When was the last time you took a walk through a living nightmare? Or a dream that you knew, knew was a dream and still kept going?
Annihilation, by Jeff Vandermeer, is often dreamlike in its descriptions, which come straight from the mind and mouth of the narrator via her journals, and nightmarish in their consequences for the narrator and her team, on an expedition to a strange, military-protected part of the southern U.S.
Every story has a setting, and some describe their’s just as beautifully as Annihilation‘s, but few dare add in the unsettling touch of a narrator choosing what bits to tell and what not to. That this truth comes out very early leads you, the reader, into a very different contract with the words on the page. But unlike your friend bragging about his amazing date or her incredible new job, the narrator isn’t trying to lie, but rather trying to say only what she thinks you’ll be able to understand.
Which makes what happens over the course of the book all the more twisted. You never quite know how much of the story you’re getting, or whether being exposed to the whole truth is even something you would want.
And the worst part is you start to care about this narrator. This poor soul who’s stepped so far beyond her known world. With light flashbacks filling in the cracks, we learn why the narrator survives, who she is, and how, in some ways, she’s the perfect person to be in a place where nothing makes sense.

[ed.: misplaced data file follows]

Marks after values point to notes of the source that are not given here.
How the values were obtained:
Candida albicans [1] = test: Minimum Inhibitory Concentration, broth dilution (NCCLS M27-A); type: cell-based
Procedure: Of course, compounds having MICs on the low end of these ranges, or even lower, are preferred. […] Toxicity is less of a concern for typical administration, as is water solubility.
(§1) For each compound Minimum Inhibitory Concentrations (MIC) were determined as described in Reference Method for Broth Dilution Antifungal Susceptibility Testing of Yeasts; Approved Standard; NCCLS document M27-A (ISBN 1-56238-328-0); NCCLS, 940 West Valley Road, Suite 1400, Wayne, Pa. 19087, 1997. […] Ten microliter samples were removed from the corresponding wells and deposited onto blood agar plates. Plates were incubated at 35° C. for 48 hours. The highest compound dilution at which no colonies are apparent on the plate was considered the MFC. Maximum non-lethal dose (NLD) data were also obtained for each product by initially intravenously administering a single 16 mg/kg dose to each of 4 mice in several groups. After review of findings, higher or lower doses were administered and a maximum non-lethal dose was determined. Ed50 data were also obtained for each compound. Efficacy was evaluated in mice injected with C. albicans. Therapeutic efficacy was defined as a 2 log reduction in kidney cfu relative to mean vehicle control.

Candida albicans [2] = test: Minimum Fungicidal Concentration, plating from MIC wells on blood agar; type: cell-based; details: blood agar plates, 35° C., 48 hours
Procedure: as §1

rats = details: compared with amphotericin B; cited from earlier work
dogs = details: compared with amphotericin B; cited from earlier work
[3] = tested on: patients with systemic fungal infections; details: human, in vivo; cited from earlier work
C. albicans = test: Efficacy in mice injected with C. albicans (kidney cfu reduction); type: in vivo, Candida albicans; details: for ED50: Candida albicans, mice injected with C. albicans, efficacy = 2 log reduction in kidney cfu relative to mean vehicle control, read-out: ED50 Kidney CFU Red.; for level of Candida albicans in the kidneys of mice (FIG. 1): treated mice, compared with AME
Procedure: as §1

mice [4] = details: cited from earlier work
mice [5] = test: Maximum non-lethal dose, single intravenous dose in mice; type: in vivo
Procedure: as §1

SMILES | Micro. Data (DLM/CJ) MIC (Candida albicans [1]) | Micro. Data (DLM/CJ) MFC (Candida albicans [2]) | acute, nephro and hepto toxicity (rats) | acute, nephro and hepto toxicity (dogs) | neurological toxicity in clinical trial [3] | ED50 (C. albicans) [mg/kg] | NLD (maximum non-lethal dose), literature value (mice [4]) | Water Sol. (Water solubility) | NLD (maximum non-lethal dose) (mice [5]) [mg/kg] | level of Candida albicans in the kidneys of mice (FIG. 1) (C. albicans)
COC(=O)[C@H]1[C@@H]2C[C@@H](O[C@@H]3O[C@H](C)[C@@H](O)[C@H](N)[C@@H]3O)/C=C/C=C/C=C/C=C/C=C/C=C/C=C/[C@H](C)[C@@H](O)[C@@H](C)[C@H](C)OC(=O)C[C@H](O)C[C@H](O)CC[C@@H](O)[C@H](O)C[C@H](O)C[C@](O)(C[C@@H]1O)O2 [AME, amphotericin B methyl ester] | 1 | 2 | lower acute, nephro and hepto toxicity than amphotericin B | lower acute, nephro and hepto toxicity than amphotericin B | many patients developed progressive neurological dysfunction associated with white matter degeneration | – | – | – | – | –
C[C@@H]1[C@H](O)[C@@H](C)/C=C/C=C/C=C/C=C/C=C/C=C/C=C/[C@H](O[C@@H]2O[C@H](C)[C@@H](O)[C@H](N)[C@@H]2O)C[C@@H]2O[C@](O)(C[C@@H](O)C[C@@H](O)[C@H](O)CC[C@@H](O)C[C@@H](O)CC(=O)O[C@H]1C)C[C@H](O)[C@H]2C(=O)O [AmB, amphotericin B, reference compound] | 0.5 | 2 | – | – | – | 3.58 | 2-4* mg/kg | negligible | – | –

Often, when you discover that the teller of the story is shading the truth, you’re not particularly thrilled. You might even be angry. Annihilation, though, made me feel a kind of relief – the narrator, you see, is only protecting us. Trying to inform without scarring, without making us throw away the words and run.
By the time the book was done, and it’s a quick read, I was unsettled, fascinated, and vaguely sad to lose this guide through a magical, sometimes hostile world.
A couple things:
– Annihilation was made into a movie that released earlier this year – one I didn’t see, though I wanted/want to. Apparently the movie departs quite a bit from the book, and I don’t think the connection made between the reader and the narrator would come through in film anyway, so I’d take a look at this even if you’ve seen the movie.
Annihilation is also the first in a trilogy, and while I haven’t gone into the next two books yet, I plan to. The world Vandermeer built is too interesting to leave after one.
– One of the strange dilemmas of someone who travels for work is that, randomly, you will only be home on days it rains. This makes it difficult to mow the lawn – I’ve already burned out one mower engine trying to cut too-wet grass. I have no takeaways from this except to say that, sometimes, Nature makes it her business to mess with you, and there’s nothing you can do about it except live with the jungle your yard has become.